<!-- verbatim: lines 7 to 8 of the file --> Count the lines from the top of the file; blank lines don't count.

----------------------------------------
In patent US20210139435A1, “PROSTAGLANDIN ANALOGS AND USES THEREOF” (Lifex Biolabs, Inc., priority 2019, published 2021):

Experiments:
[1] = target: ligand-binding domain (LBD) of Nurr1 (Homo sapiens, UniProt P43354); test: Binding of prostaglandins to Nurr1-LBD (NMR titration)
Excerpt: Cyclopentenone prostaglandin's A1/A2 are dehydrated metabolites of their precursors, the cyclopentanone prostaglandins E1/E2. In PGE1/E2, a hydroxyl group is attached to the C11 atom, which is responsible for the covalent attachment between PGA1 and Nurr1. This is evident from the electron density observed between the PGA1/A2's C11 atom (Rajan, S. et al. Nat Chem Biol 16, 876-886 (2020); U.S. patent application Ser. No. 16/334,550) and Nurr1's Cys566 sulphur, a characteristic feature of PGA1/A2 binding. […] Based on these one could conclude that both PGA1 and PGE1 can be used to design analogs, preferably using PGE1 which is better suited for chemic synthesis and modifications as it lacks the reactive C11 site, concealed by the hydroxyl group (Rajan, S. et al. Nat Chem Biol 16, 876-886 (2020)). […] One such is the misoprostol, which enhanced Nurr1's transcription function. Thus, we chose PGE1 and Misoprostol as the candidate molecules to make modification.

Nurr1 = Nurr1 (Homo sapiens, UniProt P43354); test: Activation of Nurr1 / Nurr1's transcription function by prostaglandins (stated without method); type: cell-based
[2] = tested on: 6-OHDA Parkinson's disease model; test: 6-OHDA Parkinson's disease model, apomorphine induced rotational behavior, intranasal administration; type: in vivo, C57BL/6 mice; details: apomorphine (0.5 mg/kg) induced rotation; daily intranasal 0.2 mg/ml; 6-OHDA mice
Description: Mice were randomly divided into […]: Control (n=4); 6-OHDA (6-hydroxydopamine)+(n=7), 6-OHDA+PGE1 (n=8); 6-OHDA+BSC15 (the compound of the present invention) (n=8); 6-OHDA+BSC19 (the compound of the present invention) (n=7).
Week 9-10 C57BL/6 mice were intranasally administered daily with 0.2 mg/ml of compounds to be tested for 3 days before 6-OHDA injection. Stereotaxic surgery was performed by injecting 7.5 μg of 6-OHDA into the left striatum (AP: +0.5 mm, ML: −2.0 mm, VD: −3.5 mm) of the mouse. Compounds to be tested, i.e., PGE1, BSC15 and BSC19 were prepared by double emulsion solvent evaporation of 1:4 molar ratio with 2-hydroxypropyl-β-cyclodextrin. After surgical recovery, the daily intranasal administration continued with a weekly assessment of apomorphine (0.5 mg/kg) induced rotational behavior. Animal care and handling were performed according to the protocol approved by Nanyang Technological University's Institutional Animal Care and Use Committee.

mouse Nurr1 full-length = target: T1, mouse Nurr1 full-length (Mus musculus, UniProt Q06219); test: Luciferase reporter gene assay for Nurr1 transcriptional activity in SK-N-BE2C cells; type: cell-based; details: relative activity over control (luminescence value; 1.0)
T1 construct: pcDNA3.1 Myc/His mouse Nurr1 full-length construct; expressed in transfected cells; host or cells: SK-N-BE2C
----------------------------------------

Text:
Description: Mice were randomly divided into […]: Control (n=4); 6-OHDA (6-hydroxydopamine)+(n=7), 6-OHDA+PGE1 (n=8); 6-OHDA+BSC15 (the compound of the present invention) (n=8); 6-OHDA+BSC19 (the compound of the present invention) (n=7).
Week 9-10 C57BL/6 mice were intranasally administered daily with 0.2 mg/ml of compounds to be tested for 3 days before 6-OHDA injection. Stereotaxic surgery was performed by injecting 7.5 μg of 6-OHDA into the left striatum (AP: +0.5 mm, ML: −2.0 mm, VD: −3.5 mm) of the mouse. Compounds to be tested, i.e., PGE1, BSC15 and BSC19 were prepared by double emulsion solvent evaporation of 1:4 molar ratio with 2-hydroxypropyl-β-cyclodextrin. After surgical recovery, the daily intranasal administration continued with a weekly assessment of apomorphine (0.5 mg/kg) induced rotational behavior. Animal care and handling were performed according to the protocol approved by Nanyang Technological University's Institutional Animal Care and Use Committee.